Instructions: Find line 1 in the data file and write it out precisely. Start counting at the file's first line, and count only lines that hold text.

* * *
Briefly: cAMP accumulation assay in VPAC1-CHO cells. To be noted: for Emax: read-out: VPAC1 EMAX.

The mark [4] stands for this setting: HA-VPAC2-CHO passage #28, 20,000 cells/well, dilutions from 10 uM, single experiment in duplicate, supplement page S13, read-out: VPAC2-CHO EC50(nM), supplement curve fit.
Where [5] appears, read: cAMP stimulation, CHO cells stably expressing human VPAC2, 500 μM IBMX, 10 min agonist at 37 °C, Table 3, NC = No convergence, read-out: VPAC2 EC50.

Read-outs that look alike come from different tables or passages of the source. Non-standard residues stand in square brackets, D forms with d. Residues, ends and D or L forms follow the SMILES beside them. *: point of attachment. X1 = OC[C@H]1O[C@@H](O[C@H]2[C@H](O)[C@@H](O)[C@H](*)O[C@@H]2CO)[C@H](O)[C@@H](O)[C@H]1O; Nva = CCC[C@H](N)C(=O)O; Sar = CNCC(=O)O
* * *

Briefly: cAMP accumulation assay in VPAC1-CHO cells. To be noted: for Emax: read-out: VPAC1 EMAX.